You can legally defend yourself in a court of law but it would really help if you have legal training before going into court. When you are defending yourself, you will probably have to use legal terms that the judge and court may not fully understand. This is one reason why it is important for you to have proper instructions when you are preparing for a court date. Having legal training will teach you what you should say when your lawyer asks you a question during a court proceeding. Here are some tips on how to properly give legal instructions to your lawyer.
Instructions must begin with the attorney to the right of the court, also known as the 'northeastern judge'. N. 1 means first in the sequence, meaning first in line. In other words, first the attorney, then the plaintiff (the person being sued) and last the defendant (the one being accused). Adjectives are allowed when describing the parties. For example, I said to the Northeastern judge, "John Doe is a defendant in an action against Sally Smith for violation of aments requiring the defendants to pay her over six hundred dollars in damages, and she is accusing John Doe of intentionally failing to pay her such damages." The phrase "knowingly failing to pay her over six hundred dollars in damages" can be used when either party is the plaintiff, or either is the defendant.
Instructions on how to properly advise the arguer usually follow clauses from the law on real property, easements, mortgages, liens and the nature of contracts. The language can be highly technical, and it is very important for the attorney to clearly explain to the plaintiff and the defendant (the person being sued or defending himself) the implications of the instructions. For example, the instructions on the second bl in the previous example might state that in order to establish a claim to land, the plaintiff must establish that he owns at least two adjacent lots with front lines that cross over an unobstructed public way. A cestui que use (the instructions on the third it) might state that in order to establish a cestui que use (a legal right) the plaintiff must prove that he has contracted with some person for the right to occupy the land.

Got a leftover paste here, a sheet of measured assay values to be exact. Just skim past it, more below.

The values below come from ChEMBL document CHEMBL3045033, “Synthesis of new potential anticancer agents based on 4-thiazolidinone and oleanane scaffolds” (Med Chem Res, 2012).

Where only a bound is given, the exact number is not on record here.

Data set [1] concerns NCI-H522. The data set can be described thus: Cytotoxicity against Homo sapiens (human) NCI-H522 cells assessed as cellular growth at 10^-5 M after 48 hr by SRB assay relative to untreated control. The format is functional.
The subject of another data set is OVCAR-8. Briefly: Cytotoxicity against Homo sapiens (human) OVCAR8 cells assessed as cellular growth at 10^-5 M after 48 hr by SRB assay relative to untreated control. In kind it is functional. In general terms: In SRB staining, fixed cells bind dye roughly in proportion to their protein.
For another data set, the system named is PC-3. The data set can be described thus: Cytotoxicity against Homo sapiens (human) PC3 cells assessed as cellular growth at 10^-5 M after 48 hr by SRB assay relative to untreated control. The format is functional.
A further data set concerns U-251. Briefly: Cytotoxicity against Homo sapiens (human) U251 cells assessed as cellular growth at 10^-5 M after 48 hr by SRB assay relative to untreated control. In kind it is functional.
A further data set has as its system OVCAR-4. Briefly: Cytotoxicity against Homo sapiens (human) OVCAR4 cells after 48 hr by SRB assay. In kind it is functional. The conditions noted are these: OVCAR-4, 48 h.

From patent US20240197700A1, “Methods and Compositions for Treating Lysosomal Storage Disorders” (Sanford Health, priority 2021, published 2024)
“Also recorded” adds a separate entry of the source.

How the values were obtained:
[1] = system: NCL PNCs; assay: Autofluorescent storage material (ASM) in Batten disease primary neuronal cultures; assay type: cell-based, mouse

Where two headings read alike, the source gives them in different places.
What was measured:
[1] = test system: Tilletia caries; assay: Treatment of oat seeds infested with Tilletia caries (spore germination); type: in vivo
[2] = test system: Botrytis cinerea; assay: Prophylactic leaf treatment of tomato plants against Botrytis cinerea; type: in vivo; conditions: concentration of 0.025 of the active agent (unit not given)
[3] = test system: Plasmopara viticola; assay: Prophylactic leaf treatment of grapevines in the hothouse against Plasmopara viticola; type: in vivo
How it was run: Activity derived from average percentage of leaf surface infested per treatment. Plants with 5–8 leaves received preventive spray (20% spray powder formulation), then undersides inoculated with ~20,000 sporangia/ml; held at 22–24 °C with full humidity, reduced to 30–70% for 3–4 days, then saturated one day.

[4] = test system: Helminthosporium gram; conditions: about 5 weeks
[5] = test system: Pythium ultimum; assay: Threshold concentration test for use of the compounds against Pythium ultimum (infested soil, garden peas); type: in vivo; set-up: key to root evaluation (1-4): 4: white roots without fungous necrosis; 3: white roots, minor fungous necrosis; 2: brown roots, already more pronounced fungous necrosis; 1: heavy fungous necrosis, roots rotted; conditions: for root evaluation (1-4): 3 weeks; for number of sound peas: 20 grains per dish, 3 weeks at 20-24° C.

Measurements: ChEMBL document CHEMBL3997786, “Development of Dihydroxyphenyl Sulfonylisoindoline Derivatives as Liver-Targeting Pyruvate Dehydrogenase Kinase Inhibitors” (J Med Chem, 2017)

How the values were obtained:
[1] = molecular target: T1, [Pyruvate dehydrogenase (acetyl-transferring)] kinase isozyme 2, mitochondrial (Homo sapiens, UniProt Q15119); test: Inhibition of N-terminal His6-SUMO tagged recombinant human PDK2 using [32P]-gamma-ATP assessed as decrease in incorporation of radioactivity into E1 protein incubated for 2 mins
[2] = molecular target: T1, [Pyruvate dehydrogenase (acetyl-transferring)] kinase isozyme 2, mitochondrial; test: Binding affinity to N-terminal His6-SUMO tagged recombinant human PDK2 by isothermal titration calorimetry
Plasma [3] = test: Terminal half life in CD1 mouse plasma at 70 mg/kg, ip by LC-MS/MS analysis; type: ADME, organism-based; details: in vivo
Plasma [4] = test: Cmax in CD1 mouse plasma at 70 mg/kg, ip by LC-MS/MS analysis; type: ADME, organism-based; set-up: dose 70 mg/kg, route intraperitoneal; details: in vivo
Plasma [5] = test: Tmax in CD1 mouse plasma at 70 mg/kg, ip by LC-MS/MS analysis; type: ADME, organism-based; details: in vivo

One must carefully consider how a typical legal case progresses from start to finish. During the litigation process, there is likely to be a lot of discovery regarding any relevant documents that might establish an honest claim to specific real property, whether that be land or real property rights, or an easement, or proprietary rights to develop a tract of real estate. Discovery can further bring about an argument about any contractual agreements that may have been signed between parties, including mortgage repayments, maintenance payments, rent, and so on. Any agreement that has been created during the course of the litigation process, even if signed by the attorney or a law firm representing the client, is subject to review by the courts. The same principle applies in the event of an ineffective prosecution or adverse judgment. Adverse Judgments (or misconduct) are most commonly found in criminal cases.
In instances where a party wants to avoid being compelled to produce certain legal documents or information, it's often possible to "prove" the absence of any evidence by arguing that the chain of communications did not exist. If you're facing legal issues regarding the production of documents, you may want to consult an experienced attorney. Such an attorney may be able to assist you in building your case against an alleged contemnor. If the contemnor refuses to produce the records, the attorney will file a motion challenging the legality of the request. If the motion is successful, the court may issue an order compelling the person to produce the requested documents.
In addition to a motion to compel, another common legal tool utilized in legal situations is an anti-circumvention motion. In this motion, a party asks a judge or court to quash or strike down a prior legal document. There are limits to this legal tool, however. In particular, when a person is disbarred from practicing law, the court generally orders him or her to surrender all legal papers that contain practicing privilege. If a disbarred lawyer attempts to continue practicing law, opposing parties may also challenge his or her status.